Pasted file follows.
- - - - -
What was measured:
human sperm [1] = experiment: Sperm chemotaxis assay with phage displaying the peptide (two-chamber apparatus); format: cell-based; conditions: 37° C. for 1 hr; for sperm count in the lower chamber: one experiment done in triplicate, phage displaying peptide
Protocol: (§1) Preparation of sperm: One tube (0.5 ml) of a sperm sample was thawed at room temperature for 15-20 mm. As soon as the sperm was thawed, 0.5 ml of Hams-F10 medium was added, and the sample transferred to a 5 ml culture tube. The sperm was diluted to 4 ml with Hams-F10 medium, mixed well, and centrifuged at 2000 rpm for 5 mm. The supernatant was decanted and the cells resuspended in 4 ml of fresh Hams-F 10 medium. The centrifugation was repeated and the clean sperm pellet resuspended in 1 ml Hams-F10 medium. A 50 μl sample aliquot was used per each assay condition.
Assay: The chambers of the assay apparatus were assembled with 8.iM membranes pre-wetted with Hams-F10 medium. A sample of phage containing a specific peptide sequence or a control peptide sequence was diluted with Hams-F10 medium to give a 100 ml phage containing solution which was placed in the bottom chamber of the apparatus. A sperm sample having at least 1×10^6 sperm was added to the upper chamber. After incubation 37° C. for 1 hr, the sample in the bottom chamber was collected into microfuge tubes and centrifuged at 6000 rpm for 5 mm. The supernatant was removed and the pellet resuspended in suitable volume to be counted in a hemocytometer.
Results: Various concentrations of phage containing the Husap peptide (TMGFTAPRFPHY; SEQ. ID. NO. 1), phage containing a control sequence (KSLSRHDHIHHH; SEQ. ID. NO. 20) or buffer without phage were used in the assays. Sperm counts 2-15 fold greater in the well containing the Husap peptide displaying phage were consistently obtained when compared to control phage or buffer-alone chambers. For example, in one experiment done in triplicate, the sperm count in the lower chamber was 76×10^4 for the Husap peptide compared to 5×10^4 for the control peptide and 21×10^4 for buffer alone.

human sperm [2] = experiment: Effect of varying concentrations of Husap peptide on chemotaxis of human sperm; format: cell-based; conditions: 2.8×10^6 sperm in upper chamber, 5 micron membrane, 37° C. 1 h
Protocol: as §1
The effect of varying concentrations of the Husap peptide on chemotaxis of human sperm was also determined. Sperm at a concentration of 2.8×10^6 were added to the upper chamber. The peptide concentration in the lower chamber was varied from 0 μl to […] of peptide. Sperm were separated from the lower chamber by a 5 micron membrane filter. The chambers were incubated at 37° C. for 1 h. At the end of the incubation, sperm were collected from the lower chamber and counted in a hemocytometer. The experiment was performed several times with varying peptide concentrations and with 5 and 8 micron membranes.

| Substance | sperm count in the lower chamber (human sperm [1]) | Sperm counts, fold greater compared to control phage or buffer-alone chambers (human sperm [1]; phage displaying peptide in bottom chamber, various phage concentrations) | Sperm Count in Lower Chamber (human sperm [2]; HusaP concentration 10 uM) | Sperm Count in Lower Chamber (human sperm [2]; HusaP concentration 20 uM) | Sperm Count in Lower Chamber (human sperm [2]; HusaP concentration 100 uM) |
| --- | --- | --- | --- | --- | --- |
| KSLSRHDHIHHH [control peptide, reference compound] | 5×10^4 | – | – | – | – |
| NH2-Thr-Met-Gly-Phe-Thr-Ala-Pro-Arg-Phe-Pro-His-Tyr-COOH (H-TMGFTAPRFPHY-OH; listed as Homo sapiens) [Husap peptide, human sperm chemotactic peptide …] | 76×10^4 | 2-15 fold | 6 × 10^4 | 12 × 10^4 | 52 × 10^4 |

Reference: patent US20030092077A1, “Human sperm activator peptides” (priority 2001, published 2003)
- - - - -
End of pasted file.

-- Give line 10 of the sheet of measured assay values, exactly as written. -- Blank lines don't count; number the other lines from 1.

| --- | --- | --- | --- | --- | --- |